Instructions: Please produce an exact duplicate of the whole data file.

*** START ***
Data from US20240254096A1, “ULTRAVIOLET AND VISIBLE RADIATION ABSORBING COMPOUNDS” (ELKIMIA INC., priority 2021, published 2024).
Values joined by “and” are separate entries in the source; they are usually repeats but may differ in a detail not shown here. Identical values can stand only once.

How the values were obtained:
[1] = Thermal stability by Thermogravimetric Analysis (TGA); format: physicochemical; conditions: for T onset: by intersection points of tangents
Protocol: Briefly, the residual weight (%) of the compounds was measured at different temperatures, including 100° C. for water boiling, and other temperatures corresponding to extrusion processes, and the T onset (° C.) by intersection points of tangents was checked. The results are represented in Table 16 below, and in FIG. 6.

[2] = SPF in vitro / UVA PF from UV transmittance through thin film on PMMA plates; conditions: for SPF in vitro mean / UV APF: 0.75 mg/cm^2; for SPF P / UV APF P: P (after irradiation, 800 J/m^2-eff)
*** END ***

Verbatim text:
Data from US20240254096A1, “ULTRAVIOLET AND VISIBLE RADIATION ABSORBING COMPOUNDS” (ELKIMIA INC., priority 2021, published 2024).
Values joined by “and” are separate entries in the source; they are usually repeats but may differ in a detail not shown here. Identical values can stand only once.

How the values were obtained:
[1] = Thermal stability by Thermogravimetric Analysis (TGA); format: physicochemical; conditions: for T onset: by intersection points of tangents
Protocol: Briefly, the residual weight (%) of the compounds was measured at different temperatures, including 100° C. for water boiling, and other temperatures corresponding to extrusion processes, and the T onset (° C.) by intersection points of tangents was checked. The results are represented in Table 16 below, and in FIG. 6.

[2] = SPF in vitro / UVA PF from UV transmittance through thin film on PMMA plates; conditions: for SPF in vitro mean / UV APF: 0.75 mg/cm^2; for SPF P / UV APF P: P (after irradiation, 800 J/m^2-eff)